Humanity-Plus is a term that describes companies that are working on solutions that can push the human race forward. Humanity-Minus companies are those that are profitable, but may have an expensive social and environmental cost.
How does this relate to the fashion industry?
Well, as the fashion industry is cited as having huge impact on the environment, when looking toward the future, it will be important for companies to not just be profitable, but actually have humanity in mind. In the fashion industry, we find a variety of profitable companies, but not as many that have the well-being of humans and the environment as a priority.
While 2017 will be remembered as a year in which major apparel companies stepped up and announced their mission to reduce their impact on the environment, the fashion industry will need more than just mere promises of improvement for the future. Companies such as Gap, Nike, Levi Strauss & Co, and Guess have announced that their climate change targets will be science-based, which will provide them with a clearly defined pathway to reducing greenhouse gas emissions. While we applaud these efforts, we are curious whether these actions will result in long-lasting initiatives to reduce the industry’s footprint.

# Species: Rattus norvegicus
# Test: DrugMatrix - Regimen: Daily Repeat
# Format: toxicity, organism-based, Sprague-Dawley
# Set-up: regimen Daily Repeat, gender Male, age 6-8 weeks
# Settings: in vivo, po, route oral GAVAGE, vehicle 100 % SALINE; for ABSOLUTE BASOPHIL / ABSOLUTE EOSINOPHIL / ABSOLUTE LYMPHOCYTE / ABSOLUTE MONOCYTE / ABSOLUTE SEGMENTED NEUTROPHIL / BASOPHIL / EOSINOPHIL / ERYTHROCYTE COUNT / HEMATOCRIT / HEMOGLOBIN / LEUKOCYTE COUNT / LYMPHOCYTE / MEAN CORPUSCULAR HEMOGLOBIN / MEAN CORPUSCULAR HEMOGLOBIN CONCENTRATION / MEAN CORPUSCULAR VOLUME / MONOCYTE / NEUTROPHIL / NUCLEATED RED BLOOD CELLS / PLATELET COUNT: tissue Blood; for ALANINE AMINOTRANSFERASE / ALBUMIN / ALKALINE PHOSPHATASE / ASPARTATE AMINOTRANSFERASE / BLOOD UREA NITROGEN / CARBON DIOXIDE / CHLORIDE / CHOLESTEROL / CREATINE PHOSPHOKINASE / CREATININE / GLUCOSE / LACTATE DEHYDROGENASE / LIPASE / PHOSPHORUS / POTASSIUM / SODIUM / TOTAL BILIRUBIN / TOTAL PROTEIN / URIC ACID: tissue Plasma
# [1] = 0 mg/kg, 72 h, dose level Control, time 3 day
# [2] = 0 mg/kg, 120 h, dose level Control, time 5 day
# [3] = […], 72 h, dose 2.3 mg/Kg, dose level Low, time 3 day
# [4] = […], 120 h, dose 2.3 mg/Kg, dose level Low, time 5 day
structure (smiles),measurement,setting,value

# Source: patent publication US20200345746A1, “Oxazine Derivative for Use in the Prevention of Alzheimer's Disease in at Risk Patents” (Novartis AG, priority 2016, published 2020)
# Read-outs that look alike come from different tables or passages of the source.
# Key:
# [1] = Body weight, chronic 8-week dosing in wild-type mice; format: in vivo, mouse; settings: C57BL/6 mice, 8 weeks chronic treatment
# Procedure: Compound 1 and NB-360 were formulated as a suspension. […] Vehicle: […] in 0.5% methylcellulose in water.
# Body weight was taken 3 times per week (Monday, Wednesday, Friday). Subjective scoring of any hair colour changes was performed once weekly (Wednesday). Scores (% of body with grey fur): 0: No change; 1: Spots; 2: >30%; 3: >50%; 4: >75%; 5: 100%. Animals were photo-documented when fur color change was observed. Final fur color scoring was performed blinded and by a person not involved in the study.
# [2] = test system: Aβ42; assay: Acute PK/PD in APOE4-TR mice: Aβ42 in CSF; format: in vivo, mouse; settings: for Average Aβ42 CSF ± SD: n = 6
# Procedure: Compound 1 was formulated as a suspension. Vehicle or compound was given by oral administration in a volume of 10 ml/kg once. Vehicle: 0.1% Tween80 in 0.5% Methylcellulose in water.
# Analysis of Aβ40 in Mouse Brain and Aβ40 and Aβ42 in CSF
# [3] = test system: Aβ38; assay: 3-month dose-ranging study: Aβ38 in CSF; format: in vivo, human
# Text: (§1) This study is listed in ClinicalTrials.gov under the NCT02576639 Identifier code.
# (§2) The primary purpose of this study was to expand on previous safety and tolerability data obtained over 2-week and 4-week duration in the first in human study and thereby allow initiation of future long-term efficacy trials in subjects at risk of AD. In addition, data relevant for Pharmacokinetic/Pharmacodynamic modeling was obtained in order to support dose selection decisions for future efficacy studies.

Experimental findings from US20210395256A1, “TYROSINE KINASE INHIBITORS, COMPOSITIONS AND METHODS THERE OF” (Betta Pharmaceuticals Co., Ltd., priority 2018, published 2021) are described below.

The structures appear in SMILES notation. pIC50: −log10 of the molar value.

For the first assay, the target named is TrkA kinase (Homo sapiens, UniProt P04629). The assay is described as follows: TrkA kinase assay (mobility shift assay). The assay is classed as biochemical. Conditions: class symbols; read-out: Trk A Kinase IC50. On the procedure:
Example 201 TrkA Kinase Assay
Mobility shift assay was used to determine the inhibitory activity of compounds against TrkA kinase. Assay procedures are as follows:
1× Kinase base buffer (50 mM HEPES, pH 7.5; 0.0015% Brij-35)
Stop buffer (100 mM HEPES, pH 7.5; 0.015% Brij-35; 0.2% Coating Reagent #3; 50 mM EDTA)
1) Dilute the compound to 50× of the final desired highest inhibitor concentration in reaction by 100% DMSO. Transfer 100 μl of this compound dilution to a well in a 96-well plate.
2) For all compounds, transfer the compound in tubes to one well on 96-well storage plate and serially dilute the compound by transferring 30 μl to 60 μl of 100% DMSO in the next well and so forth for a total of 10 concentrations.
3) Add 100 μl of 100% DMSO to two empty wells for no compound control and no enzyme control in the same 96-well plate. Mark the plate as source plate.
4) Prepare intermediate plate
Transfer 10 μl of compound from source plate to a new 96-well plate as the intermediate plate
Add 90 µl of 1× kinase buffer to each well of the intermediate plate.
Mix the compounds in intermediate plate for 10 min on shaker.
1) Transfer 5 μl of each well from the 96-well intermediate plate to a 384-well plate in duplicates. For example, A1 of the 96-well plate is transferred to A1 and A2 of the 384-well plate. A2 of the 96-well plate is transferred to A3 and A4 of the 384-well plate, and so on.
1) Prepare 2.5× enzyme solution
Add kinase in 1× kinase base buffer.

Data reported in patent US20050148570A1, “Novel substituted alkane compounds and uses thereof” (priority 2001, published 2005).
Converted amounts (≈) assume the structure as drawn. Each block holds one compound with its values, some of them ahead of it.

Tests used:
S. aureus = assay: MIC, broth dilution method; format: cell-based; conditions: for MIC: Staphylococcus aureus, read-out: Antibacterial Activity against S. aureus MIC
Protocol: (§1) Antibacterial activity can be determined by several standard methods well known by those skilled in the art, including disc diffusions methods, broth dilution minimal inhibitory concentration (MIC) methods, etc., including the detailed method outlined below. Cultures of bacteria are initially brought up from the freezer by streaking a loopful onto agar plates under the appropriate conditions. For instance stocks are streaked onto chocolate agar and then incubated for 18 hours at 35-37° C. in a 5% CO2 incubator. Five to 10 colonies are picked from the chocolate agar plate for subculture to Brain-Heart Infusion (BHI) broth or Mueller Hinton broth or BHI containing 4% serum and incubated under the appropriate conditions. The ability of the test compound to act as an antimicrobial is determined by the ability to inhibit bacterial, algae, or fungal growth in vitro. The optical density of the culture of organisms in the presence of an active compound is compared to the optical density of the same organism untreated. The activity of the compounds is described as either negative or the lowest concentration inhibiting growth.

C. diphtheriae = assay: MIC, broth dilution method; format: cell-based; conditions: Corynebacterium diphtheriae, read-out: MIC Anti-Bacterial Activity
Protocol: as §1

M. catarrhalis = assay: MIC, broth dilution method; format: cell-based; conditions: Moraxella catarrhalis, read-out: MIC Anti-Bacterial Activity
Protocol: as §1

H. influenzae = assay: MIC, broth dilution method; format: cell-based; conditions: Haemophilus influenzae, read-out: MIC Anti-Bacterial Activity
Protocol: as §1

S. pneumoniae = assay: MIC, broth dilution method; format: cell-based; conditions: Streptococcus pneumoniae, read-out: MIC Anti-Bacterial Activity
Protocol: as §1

We then come across companies, such as Apolis, that perform social advocacy through the industry. Apolis uses the power of business to create social change. After founding the company in 2004, Shea and Raan Parton still operate a small-scale, sustainable business over a decade later. Their humanity-plus business model operates with the value of global citizenship in mind. Regardless of the flags, languages, or currencies with which individuals associate, the common thread is people.
These beliefs have lead them to tell the stories behind their products. Their relationships with their suppliers and their direct engagement with their factories has led them to expose the good that can come from a humanity-plus mindset. One of their most popular products, the Apolis Market Bag that is featured below, impacted countless women. The bag gives women, like Najma Ara Khatoon, the ability to provide for their families. In fact, Khatoon’s wage accounts for over 80% of her family’s earnings.
The Parton brothers highlight that customers are increasingly taking an interest in humanity-plus companies that make a connection to the humans behind their products. Customers appreciate this transparency from companies that come out of the fashion industry.
So, the next time you take a look at a successful fashion company, we challenge you to search for more than just products or garments. Look beyond the tangible and try to find the company’s mission and the stories they tell. If you are not happy with what you find, ask questions about who is behind the products.